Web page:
Experian

The least expensive way to check your business credit score from Experian is to buy its CreditScore Report ($39 for one-time access). It gives you access to a business’s credit score, financial stability risk rating, bankruptcies, if there are any, and other key elements of its credit profile. Before you purchase it, use the “Search for a Business” tool on the site to see if Experian is tracking your business.

Experian also offers several more robust sets of data. They include:

  • The ProfilePlus Report ($49.95 for a sample report for one business) provides the basics in the CreditScore Report, as well as some extras, such as its trade payment detail and corporate financial information.
  • The Business Credit Advantage ($189 per year) provides a year’s worth of data for one business. It provides trade payment detail, corporate financial information and business identity monitoring, among other extras.
  • The Business Credit Score Pro ($1,495 per year) lets you track the information in the ProfilePlus Report for up to 30 businesses per year. If your small business serves multiple clients you don’t know well, this information may be useful.

Equifax

Equifax offers its Business Credit Report, which enables you to check your own business’s credit or that of another company it tracks, for $99.95. It also offers a Business Credit Report multi-pack (five reports for the price of four, or $399.95).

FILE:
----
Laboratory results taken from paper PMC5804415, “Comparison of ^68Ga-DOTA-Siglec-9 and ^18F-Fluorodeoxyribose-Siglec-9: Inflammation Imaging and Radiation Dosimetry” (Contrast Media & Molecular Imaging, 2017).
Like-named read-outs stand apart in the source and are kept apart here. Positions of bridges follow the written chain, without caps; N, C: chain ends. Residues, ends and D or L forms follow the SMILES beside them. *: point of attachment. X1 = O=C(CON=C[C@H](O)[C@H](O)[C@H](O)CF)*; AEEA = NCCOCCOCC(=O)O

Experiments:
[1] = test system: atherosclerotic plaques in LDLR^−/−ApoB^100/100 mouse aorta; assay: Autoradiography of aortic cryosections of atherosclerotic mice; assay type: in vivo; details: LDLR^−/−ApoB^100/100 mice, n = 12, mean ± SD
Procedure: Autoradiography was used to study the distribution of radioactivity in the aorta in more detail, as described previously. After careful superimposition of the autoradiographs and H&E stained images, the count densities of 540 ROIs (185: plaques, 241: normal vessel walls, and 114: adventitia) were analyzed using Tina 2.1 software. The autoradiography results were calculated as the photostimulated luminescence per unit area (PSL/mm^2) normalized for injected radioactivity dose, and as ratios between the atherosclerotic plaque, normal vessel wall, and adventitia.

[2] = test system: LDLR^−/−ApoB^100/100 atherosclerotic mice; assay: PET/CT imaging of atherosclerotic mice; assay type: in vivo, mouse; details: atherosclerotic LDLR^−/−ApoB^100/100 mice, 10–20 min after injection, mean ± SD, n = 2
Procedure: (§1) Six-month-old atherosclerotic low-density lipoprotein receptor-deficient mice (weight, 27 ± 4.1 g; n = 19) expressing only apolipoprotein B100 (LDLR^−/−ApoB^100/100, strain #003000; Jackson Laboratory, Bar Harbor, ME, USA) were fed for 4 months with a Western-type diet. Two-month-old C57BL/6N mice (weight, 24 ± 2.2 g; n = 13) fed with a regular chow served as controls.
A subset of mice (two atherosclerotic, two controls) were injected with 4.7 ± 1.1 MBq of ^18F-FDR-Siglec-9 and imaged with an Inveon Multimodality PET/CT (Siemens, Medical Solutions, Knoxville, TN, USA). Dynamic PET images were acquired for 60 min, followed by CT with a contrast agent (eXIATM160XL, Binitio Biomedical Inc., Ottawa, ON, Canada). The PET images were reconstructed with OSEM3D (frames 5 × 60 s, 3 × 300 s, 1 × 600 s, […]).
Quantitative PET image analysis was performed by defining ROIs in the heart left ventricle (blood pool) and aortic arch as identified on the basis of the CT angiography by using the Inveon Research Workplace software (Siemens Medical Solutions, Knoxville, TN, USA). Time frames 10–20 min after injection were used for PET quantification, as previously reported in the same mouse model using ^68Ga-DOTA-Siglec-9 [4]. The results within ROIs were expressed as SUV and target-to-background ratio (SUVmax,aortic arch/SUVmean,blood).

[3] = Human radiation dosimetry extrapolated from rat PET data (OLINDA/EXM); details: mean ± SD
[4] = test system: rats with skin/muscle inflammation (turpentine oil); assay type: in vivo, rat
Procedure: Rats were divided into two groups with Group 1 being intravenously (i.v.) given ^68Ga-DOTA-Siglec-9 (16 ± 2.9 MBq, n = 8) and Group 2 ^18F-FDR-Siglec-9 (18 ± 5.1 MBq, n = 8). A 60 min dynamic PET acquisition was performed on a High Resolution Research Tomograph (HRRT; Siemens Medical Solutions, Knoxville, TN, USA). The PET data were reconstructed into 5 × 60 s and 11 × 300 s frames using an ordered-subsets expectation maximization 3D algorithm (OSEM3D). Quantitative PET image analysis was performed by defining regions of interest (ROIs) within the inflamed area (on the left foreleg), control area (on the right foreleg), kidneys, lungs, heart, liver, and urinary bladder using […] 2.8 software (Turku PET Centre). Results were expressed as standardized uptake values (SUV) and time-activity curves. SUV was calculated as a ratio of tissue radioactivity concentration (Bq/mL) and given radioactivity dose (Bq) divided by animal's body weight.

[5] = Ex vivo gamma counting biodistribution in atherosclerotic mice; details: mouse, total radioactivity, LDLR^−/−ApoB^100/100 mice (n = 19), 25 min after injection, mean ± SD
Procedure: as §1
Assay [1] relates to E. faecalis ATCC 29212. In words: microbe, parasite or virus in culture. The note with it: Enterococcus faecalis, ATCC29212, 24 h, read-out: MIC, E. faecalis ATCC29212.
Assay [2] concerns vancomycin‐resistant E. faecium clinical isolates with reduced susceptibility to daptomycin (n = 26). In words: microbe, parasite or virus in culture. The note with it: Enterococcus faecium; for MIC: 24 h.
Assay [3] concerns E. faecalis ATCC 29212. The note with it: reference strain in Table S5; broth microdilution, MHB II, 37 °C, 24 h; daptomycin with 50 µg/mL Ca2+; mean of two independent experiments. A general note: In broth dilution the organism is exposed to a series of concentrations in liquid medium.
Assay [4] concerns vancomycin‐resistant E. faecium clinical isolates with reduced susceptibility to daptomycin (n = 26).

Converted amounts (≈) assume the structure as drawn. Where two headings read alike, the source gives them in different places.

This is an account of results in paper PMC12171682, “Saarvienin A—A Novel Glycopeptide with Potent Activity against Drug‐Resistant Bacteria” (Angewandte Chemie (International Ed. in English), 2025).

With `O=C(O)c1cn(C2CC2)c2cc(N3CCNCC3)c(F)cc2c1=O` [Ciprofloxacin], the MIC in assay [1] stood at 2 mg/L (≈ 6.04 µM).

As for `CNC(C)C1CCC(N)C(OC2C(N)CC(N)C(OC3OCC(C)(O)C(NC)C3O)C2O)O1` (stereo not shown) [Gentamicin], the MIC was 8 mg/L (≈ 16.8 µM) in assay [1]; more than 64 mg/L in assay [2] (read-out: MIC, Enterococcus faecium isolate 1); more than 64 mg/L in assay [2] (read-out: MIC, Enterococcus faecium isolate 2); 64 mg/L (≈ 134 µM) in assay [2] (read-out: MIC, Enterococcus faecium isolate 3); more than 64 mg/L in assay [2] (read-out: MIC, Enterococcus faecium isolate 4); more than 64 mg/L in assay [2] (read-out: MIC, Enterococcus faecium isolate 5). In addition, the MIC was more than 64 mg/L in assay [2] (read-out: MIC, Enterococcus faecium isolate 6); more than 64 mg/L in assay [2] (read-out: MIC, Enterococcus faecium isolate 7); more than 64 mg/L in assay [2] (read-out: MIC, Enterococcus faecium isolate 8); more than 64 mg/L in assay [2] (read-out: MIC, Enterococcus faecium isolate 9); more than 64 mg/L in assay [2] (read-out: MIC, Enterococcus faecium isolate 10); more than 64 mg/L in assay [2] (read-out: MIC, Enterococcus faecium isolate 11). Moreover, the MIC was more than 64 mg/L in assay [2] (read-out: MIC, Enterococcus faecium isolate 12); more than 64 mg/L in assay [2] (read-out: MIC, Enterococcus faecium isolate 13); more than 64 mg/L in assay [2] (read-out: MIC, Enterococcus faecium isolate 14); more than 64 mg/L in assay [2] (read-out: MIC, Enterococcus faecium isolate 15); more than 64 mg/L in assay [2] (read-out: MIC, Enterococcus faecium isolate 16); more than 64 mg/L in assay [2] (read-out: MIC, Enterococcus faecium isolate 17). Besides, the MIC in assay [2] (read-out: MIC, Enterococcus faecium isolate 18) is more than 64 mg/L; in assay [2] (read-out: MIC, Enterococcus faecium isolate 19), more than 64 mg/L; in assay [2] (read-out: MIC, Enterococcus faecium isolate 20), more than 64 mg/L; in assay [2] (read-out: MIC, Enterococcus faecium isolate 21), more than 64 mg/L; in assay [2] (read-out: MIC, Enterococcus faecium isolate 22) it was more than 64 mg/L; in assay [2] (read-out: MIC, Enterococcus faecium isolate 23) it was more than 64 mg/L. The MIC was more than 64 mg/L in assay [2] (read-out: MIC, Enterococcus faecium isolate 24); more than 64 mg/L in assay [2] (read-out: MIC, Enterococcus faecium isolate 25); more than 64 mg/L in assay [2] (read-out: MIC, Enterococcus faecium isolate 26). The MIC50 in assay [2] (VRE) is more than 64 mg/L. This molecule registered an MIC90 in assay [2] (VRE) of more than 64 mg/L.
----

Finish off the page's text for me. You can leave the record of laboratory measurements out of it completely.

One interesting feature is the “payment trend” and “payment index” report, which allow you to see how you compare to your industry. The “business credit risk” score indicates your likelihood of paying 90 days late or more, while the “business failure score” shows your chances of business failure or bankruptcy.

Of course, if you’re staying on top of your business’s finances, you won’t need to worry about either of those scenarios. You can build the foundation for a stronger credit profile – even if you can’t afford to check it every month.

It helps to step up best practices: Keep a cash cushion in your business bank account to avoid overdrafts, invoice promptly so you don’t over-rely on credit and set up automatic payments on business credit cards so you don’t rack up late payment fees and interest.

Bottom line

Knowledge is power, especially in the data-driven time we live in, and that’s particularly true when it comes to your business credit score. Whichever of these options you choose to monitor it, you’ll have valuable information that helps you keep on improving how you manage your cash flow, so you can qualify for lower interest rates when you seek business credit. That, in turn, can free up the cash you need to keep growing your business, something most small business owners are always happy to have.

Editorial Disclaimer

The editorial content on this page is based solely on the objective assessment of our writers and is not driven by advertising dollars. It has not been provided or commissioned by the credit card issuers. However, we may receive compensation when you click on links to products from our partners.